Tag Archives: Judith Viorst

It’s Monday! What Are You Reading? Februrary Fun!

IMWAYR

It’s Monday and I’m happy to be participating in a weekly event with a community of bloggers who post reviews of books that they have read the previous week. Check out more IMWAYR posts here: Jen from Teach Mentor Texts and Kellee and Ricki from Unleashing Readers.

I have discovered some wonderful new picture books this week that I’m excited to share!

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Red: A Crayon’s Story – Michael Hall

I love books that have different layers of interpretation and I can see Red as having the potential to stimulate some deep discussions with older children. Red is a crayon who doesn’t fit in – he has a bright red label, but never quite feels as if he belongs and is miserable. The reason is – he’s actually a blue crayon with a red label. Readers know this, but Red doesn’t realize until a new friend offers him some insight on his true color. This story is simple, clever celebration of inner diversity. Simple prose, colorful illustrations – this book is a gem! 

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I Don’t Want to Be A Frog! – Dave Petty

I absolutely LOVED this book!  It’s hilarious and carries a great message about self esteem and self acceptance.  Little Frog does NOT want to be a frog – in fact he would rather be ANY other animal than a slimy, wet, bug eating frog!  Beautiful illustrations, funny and I am already thinking it would be a great writing anchor for “What Animal Would You Rather Be?”   Fantastic book!

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Click Clack Peep! – Doreen Cronin

Here’s another “Click, Clack” book to add to my collection, and while it doesn’t quite live up to the original “Click, Clack, Moo!” – I enjoyed it very much!  The story centers around a little duck who is not going to sleep.  The cows, and all the animals provide amusing suggestions on how to get this little duck to sleep, while Farmer Brown has no clue what is going on.  This book would make a great gift for new parents! 

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The Bear Ate Your Sandwich – Julia Sarcone-Roach

This is a VERY clever book with a surprise ending that your students will love but likely not suspect!    You left your sandwich on a park bench while you left to play with your friends and when you come back – it’s gone.  What happened to it?  And so begins the detailed recounting of what happened to your sandwich – a bear at it!  Or did it?  Hilarious and fun – this book is a perfect read-aloud and would make an excellent anchor for re-telling an event in sequence with lots of examples of transition words.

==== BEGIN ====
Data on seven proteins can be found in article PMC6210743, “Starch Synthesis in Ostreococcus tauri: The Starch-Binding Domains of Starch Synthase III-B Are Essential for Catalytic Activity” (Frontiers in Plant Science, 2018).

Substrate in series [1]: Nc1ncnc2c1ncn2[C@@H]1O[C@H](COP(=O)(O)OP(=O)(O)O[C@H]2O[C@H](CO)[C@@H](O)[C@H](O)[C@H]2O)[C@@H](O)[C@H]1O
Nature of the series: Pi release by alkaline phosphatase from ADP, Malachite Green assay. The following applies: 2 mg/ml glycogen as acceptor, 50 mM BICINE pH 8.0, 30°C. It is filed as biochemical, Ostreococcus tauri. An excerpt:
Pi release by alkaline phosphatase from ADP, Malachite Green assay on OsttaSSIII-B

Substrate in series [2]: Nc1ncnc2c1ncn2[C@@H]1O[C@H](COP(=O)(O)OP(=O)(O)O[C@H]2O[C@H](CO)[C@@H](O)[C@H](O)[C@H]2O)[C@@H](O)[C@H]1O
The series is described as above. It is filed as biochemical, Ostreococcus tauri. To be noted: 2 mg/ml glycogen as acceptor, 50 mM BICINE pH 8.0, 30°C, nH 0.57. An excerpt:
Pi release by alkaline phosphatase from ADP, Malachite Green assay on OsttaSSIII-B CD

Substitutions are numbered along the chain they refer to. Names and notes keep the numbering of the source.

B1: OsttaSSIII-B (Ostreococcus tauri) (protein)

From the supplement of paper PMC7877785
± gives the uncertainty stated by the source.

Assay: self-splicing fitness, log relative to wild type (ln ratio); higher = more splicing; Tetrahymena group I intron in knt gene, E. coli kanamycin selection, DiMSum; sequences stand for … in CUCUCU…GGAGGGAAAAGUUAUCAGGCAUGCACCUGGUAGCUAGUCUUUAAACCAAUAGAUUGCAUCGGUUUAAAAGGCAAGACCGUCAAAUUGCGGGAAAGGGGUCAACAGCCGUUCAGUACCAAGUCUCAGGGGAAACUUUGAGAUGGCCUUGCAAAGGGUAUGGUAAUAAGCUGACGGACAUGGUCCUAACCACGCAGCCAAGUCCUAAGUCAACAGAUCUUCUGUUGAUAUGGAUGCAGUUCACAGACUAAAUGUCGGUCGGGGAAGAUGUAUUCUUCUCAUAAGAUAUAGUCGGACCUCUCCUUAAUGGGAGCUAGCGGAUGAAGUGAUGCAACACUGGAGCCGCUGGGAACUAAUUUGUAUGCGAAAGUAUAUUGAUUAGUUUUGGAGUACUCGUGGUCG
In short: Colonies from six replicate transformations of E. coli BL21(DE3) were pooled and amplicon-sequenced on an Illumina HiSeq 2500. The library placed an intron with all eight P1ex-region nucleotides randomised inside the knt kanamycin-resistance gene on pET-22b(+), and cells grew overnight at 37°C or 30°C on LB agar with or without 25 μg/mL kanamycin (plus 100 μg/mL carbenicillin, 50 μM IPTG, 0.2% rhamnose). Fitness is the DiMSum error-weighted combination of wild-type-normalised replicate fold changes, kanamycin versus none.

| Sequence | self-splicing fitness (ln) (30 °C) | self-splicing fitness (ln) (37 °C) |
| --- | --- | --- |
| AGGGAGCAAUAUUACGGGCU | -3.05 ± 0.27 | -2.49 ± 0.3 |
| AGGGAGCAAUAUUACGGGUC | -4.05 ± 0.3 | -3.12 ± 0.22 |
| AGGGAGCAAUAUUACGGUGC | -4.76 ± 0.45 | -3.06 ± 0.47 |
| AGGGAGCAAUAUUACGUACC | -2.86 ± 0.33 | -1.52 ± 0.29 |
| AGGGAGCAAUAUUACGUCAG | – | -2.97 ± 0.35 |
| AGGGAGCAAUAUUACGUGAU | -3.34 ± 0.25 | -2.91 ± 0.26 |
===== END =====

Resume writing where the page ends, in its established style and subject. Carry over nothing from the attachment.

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One Big Pair of Underwear – Laura Gehl

Fun, rhyming text and hilarious illustrations – this is an excellent book for teaching counting and the importance of sharing!  Silly and fun – and we all know how much kids love listening to us read the word “underwear”!

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Sick Simon – Dan Krall

Simon is sick but he still goes to school… and spreads his germs to everyone!  Hmmm…I was not quite sure about this one because the illustrations were pretty disgusting – graphic illustrations of phlegm and mucus – Blech!  But I believe that was intentional!  This is a must book for the classroom during cold and flu season as it is an effective way to talk about germs and how illness is spread.   

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Bone by Bone: Comparing Animal Skeletons – Sara Levine

“Have you ever wondered what we would look like if we didn’t have any bones? It wouldn’t be pretty.” These are the first lines from this interesting, interactive Nonfiction book. A conversational, question-answer format, this book introduces young readers to different skeletons – from humans to animals. Great for introducing comparing and a perfect read-aloud in a primary classroom. Engaging, interesting and fun!  Thank you, Carrie Gelson, for introducing me to this book!

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Lulu’s Mysterious Mission – Judith Viorst

I first learned of this book from our amazing teacher-librarian at my school.  She told me how much her own two girls had loved this beginning chapter series and now it was a very popular book in our library.  I also noticed on Alyson Beecher’s blog post Kid Lit Frenzy  that it had recently won a Cybil award (Children’s and Young Adult Bloggers Literary Awards) for best early chapter book 2014.  And who doesn’t love anything written by Judith Viorst?  So… I knew I had to read it!  This is actually the third installment in the Lulu series – and begins with Lulu’s parents going out of town and leaving her with a babysitter – Ms. Sonia Sofia Solinsky!  Lulu is NOT pleased and concocts many different plans to bring her parents home, until Ms. Solinsky reveals a secret!  This book has simple enough text for beginning readers but is chocker-block full of fun!  I loved it and am now going to put my name on the wait list in our library for the other two!

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 The Crossover – Kwame Alexander

Josh Bell
is my name.
But Filthy McNasty is my claim to fame
Folks call me that
’cause my game’s acclaimed,
so downright dirty, it’ll put you to shame.
My hair is long, my height’s tall.
See, I’m the next Kevin Durant,
LeBron, and Chris Paul.

WOW! Oh Wow! From the second you start reading this book, you will not be able to stop! Basketball loving, dread-locked Josh Bell stole my heart and he will steal yours. This book was recently awarded the Newberry for 2015 and has been getting a lot of buzz. I was reluctant because I don’t really like basketball and am not a huge fan of books in verse. But this book is nothing like anything I’ve ever read: dazzling characters with amazing voices; rollicking, rhyming, bouncing rhythm; extraordinary writing; a powerful ending; themes of sportsmanship, family, siblings, coming of age, diversity, death, courage… This book is brilliant, funny, poignant, entertaining. And in case you haven’t inferred – I LOVED this book! YOU MUST READ IT! And if you teach grades 6-9 (I’d go as low as grade 5) YOU MUST READ THIS BOOK TO YOUR CLASS! Okay, I’ll stop.

Extended book trailer:  https://www.youtube.com/watch?v=BONWz5Ao82E